While Joshua now finds his name firmly behind the likes of Usyk, and WBC heavyweight titlist Tyson Fury, the British star is anxious to prove that any discussions surrounding his demise are greatly exaggerated.
“I belong on the big stage, I belong as a champion, I belong amongst the names of this current generation. You’ll see why.”
Floyd Mayweather Doesn’t View Anthony Joshua’s Loss To Oleksandr Usyk As An Upset
By: Hans Themistode
The 2021 boxing calendar has been filled with upsets. Amongst a long list of them, was the mostly unforeseen result between Anthony Joshua and Oleksandr Usyk. Although the Ukrainian star had dominated the cruiserweight division, nabbing every world title en route to becoming an undisputed world champion, his performances as a heavyweight left much to be desired.
Following a lackluster knockout win against Chazz Witherspoon and a close decision victory over fringe contender Dereck Chisora, Usyk found himself as a considerable underdog against the former unified titlist. Yet, despite the hulking muscles and his propensity for knockouts, Joshua struggled mightily. While Joshua had his moments, he was thoroughly outboxed as he proceeded to lose his WBA, IBF, and WBO heavyweight titles.
Although Usyk has been lauded for what many are considering to be the upset of the year, Floyd Mayweather becomes incredulous whenever that notion is brought about.
“That was not an upset,” said Mayweather to several reporters. “It was just that, Anthony Joshua was on TV. Everybody seen him. Usyk was a helluva fighter, a gold medalist if I’m not mistaken. But he was behind the scenes. Two guys with crazy amateur backgrounds and one guy is not being seen and another guy is being seen, then we call it an upset. No, it’s just that he was working behind the scenes and another guy was working in front of everybody. Finally, they had to meet up and Anthony Joshua came up short.”
As illustrated by Mayweather, both Joshua and Usyk enjoyed sizable success in the unpaid ranks. In the case of Joshua, he wrapped up his amateur career with a record of 40-3. In the process, the British native took home an Olympic gold medal in the 2012 games. But, regardless of how impressive Joshua was before turning pro, Usyk’s achievements as an amateur dwarfs his rival.
In addition to winning countless amateur tournaments, Usyk snagged gold at the 2012 Olympics as well. By the time he hung up his amateur gloves, Usyk aggregated a record of 335-15. Although Mayweather believes the Ukrainian should’ve never been labeled as an underdog heading into his showdown against Joshua, the former unified titlist is hellbent on regaining his heavyweight throne.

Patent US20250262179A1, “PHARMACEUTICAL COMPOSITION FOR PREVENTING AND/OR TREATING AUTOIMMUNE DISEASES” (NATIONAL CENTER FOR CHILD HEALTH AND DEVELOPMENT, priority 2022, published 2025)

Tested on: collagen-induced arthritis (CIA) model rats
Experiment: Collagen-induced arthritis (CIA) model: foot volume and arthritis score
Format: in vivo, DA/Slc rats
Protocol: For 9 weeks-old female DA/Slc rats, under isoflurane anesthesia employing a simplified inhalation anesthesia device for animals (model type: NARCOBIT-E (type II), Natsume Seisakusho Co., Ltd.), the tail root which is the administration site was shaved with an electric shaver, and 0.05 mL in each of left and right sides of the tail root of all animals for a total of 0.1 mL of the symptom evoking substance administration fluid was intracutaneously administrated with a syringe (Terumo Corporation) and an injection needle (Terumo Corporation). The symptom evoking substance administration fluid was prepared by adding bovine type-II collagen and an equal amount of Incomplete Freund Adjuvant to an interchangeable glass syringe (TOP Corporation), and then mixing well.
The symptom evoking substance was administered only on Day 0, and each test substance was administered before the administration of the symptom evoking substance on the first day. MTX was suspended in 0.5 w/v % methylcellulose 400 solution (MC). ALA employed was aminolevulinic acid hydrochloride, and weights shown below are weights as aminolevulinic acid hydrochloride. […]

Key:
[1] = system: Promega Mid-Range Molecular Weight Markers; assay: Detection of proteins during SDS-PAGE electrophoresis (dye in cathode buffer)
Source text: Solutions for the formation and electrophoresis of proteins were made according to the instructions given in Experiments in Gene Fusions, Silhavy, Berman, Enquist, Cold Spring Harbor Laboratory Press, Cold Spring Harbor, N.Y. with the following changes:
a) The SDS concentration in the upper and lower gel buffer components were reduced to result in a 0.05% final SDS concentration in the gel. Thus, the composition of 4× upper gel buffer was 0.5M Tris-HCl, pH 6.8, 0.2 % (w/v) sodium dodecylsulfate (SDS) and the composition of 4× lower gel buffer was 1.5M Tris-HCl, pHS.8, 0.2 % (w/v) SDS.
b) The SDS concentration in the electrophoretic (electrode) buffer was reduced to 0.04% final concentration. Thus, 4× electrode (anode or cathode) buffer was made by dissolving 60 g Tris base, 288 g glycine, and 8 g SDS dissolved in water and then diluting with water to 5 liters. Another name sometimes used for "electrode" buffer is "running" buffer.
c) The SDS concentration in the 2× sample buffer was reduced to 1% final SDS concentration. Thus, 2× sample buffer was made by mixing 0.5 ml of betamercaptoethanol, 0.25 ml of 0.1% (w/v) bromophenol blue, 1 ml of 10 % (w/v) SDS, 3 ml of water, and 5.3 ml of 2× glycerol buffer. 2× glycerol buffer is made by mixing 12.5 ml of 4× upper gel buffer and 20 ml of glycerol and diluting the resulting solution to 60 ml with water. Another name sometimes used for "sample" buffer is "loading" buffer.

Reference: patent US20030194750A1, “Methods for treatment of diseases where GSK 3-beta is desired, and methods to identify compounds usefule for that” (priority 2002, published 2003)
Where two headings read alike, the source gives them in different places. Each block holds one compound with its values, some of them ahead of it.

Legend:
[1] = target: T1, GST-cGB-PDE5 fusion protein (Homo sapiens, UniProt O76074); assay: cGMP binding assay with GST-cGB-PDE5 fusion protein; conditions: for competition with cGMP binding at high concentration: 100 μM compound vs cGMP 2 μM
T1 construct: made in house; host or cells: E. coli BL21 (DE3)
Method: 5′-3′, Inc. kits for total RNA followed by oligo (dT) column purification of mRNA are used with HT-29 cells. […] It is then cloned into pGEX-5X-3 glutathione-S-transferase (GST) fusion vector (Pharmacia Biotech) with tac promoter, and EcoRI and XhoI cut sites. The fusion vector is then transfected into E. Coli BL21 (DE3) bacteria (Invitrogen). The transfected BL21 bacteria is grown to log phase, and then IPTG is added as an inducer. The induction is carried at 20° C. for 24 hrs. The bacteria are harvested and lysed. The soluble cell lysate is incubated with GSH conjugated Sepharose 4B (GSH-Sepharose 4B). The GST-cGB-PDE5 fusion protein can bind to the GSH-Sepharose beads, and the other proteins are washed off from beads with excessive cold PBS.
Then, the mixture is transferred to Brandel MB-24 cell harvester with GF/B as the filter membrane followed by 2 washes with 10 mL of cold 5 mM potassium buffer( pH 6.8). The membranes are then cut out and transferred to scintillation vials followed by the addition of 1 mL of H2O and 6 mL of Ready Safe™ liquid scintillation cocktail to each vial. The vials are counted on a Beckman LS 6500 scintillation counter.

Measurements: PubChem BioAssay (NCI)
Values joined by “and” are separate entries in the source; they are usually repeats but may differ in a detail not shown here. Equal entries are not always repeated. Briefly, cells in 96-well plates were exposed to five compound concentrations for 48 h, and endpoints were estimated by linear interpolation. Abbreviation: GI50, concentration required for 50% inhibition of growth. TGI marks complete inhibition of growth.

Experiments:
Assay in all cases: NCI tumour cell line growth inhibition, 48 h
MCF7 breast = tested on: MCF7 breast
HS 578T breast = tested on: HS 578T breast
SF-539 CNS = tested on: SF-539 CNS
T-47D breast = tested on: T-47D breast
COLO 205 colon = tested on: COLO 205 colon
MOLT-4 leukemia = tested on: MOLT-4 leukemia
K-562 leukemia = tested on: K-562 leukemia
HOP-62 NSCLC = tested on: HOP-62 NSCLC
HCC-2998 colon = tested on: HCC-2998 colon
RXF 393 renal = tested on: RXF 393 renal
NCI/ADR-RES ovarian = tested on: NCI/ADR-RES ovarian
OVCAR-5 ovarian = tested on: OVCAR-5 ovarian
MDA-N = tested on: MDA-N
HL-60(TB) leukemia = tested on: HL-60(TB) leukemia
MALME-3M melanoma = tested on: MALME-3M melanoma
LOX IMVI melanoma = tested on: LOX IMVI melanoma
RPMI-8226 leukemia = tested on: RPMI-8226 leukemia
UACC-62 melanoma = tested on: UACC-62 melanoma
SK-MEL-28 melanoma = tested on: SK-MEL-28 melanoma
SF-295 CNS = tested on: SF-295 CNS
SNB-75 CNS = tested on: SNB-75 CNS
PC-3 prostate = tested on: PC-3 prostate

Immediately following his defeat, Joshua exercised his rematch clause. The two are now entangled in intense negations. And, according to promoter Eddie Hearn, the pair are expected to lock horns in the first half of 2022.
For the past several months, Joshua has been spotted at numerous gyms as he appears to be in search of a new coach. If the former heavyweight champion has yet to make a final decision, Mayweather urges the British star to pick up the phone and give him a call.
“I told him from the beginning, he can come and I can teach him some pointers.”
Anthony Joshua: “F*ck Being Humble, I’m Done With F*cking Losing”
By: Hans Themistode
Anthony Joshua has been both gracious in victory and humble in defeat.
Following the first loss of his career to Andy Ruiz Jr. in June of 2019, Joshua placed his arms around his Mexican rival and allowed him to receive his well-earned spotlight. Joshua would continue to heap praise onto the shoulders of Ruiz Jr. but inside, he was angry. Six months later, Joshua scored a one-sided victory against Ruiz Jr. to reclaim his world titles.
In what appeared to be deja vu, Joshua once again took his defeat well. The former Olympic gold medalist was thoroughly outboxed by Oleksandr Usyk on September 25th, earlier this year at Tottenham Hotspur Stadium in the United Kingdom.
Much like his first defeat, Joshua gave full credit to Usyk for pulling off the win. But while Joshua has seemingly taken his losses well, he’s reached his breaking point.
“F*ck being humble,” said Joshua during an interview with IFL TV. “I’m done with f*cking losing.”
In an effort to bring about more consistent winning at the top level, Joshua appears to be seeking help from some of the top trainers stateside. Amongst the more notable names, Joshua has visited the gym of Eddy Reynoso and has been seen joking and laughing with pound-for-pound star Canelo Alvarez. Joshua has also visited the gym of Ronnie Shields, where he was seen receiving tips from WBC middleweight belt holder, Jermall Charlo.
Joshua’s need to break free from trainer Rob McCracken, appears to be stemming from what many found to be a puzzling game plan the night Joshua squared off against Usyk. Known for his ability to box and move, Usyk employed that very tactic to outbox Joshua and dominate down the stretch.
Despite being considerably bigger than the former undisputed cruiserweight champion, Joshua never used his physical attributes to bully his man. Instead, the British native seemed content with boxing on the outside, a game plan that was widely criticized.